Wednesday, November 27, 2013

Hanukkah O Hanukkah: henna traditions for housewarmings

A couple of my dear friends have moved into a new house (just down the street! yay!) and asked me if I would do henna at their housewarming party… Little did they know that henna housewarming parties are actually an old Jewish tradition!

But what does this have to do with Hanukkah? Well, the holiday takes its name from the fact that the Temple was rededicated after the victory of the Maccabees: in Hebrew, hanukkat haBayyit, ‘the dedication of the House’ (which in modern Hebrew now refers to any housewarming).

So while I have never come across any specific henna traditions for Hanukkah in my research, there is a Jewish custom connecting henna with housewarmings, so I thought I’d present it here.

Monday, November 11, 2013

From the Henna Files: new discoveries in henna research

So I haven’t written a blogpost in a few weeks, not only because I’ve been super busy, but also because I’ve been trying to decide what to write about: I’ve made a few “henna discoveries” in the past few weeks and they’re each worthy of a blogpost… So I’ve combined them into a research update post, as it were, and if anyone’s interested in one of them in particular, let me know (just comment here or on Facebook, or email me) and I’ll expand! 

So, without further ado, a glimpse into the week of a henna researcher: 

Henna in Pylos: not so much…
For some time, when I teach about the early history of henna, I have been mentioning that some scholars have suggested that the Mycenaean dyeing industry, located on the Greek island of Pylos, used henna as one of the ingredients in their dyed/perfumed oils. Chief among them is Cynthia Shelmerdine, who first suggested the idea in her paper “Henna in Mycenaean Perfumery,” presented at the American Philological Association annual meeting in 1983, and expanded upon in her 1985 book The Perfume Industry of Mycenaean Pylos. Her suggestion is that the word e-ti (vocalized possibly as ertis) refers to henna (via a complex philological argument involving a 5th century botanist) and thus these oils were possibly dyed with henna (more likely than being perfumed with henna flowers, which would likely not make the long trip to Pylos from Judea or Egypt where it was grown).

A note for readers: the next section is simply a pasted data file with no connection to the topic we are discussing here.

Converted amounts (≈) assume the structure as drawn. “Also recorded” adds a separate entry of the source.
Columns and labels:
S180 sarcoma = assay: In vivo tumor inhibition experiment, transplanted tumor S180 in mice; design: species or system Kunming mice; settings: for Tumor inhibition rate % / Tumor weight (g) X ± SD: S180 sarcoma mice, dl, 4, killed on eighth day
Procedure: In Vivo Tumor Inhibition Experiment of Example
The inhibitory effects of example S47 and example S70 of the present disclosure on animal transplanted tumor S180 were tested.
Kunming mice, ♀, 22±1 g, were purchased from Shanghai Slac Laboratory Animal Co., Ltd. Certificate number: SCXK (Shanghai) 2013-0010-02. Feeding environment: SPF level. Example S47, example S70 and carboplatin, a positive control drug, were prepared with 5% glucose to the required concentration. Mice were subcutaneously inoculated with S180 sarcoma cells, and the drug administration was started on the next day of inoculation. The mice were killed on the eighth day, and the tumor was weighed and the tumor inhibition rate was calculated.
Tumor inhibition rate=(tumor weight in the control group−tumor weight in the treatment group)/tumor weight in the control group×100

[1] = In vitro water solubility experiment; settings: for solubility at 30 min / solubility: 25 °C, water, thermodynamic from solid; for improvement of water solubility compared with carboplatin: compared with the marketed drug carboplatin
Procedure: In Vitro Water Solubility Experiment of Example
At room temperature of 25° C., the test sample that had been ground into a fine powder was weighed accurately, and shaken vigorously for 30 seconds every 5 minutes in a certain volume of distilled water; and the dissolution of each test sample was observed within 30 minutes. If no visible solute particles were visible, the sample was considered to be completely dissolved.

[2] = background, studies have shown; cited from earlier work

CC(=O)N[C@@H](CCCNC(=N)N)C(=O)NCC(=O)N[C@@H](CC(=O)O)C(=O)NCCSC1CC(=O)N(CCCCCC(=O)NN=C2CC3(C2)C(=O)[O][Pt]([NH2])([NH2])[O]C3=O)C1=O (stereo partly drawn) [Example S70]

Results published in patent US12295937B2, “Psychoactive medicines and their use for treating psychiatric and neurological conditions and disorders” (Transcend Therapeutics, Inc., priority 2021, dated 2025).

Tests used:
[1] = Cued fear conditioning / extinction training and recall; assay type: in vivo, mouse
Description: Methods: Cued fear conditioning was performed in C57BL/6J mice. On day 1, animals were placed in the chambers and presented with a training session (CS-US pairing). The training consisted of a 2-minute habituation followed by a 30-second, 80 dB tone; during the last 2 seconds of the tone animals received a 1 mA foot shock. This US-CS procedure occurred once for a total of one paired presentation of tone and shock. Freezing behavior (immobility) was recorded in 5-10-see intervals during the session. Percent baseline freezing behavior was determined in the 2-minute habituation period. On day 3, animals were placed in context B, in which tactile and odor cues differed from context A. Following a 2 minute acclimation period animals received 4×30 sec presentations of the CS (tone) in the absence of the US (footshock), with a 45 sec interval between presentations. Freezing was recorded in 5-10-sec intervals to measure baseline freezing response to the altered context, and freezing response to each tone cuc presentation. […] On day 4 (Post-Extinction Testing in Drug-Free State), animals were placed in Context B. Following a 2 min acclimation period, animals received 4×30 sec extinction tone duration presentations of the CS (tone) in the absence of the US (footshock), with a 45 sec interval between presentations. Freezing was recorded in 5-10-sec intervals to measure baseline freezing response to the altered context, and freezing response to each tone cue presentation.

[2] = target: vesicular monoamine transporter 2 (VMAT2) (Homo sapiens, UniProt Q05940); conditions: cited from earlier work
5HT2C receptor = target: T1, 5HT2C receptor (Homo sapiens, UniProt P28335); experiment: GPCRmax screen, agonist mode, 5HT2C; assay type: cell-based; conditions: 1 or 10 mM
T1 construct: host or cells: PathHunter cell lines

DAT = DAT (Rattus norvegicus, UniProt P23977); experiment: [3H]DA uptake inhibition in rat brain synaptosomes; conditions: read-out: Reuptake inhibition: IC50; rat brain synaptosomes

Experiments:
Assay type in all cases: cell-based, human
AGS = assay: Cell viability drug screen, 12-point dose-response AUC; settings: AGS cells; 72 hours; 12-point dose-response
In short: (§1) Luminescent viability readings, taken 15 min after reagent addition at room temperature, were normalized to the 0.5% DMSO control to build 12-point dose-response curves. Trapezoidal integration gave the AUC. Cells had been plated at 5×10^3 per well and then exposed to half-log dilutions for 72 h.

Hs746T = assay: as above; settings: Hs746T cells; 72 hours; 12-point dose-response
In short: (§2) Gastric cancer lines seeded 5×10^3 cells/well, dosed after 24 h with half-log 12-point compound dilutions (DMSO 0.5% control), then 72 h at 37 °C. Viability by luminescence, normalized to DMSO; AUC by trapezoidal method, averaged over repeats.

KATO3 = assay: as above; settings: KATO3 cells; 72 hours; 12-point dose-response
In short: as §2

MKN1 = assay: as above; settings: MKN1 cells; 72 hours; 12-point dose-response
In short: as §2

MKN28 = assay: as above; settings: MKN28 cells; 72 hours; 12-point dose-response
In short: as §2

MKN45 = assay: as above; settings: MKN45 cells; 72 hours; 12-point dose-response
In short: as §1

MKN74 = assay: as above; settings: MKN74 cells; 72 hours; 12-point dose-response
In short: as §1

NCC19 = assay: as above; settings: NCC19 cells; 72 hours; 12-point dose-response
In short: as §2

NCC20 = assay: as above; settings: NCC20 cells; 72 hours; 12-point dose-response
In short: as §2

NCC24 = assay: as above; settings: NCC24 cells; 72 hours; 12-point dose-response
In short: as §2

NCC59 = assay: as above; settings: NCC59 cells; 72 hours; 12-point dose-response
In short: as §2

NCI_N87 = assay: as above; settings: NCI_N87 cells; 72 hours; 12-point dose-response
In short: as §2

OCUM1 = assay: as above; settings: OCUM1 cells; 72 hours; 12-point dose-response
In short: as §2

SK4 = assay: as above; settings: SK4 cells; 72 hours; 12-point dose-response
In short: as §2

A Mycenaean tablet in Linear B from Pylos

But now, the discovery: one of Shelmerdine’s students, Mary Jane Cuyler, has published an article re-examining the evidence, which (although published in 2010) I just found now: “Rose, Sage, Cyperus, and E-ti: the adornment of olive oil at the palace of Nestor,” published in Kosmos: jewellery, adornment, and textiles in the Aegean Bronze Age (2010). She argues that the textual evidence is so weak that it would require really strong archaeological support, which it doesn't have: it is unlikely that the oil was dyed with henna, since henna doesn’t really dye oil (being a fat, rather than a protein). You’d think that would be self-evident, but that’s the way academia works (sigh). So she did an experiment, demonstrating that henna mixed with water (or even wine) will dye skin and wool, but henna mixed with oil essentially does nothing. Therefore, she concludes, “henna was probably not infused in olive oil, and therefore the identity of ertis is again open for interpretation. It is likely to have been an aromatic that works synergistically with sage and may have been a plant native to Western Messenia” (pp. 661). Nothing like a good old-fashioned experiment! I guess it’s time to revise my henna history presentation…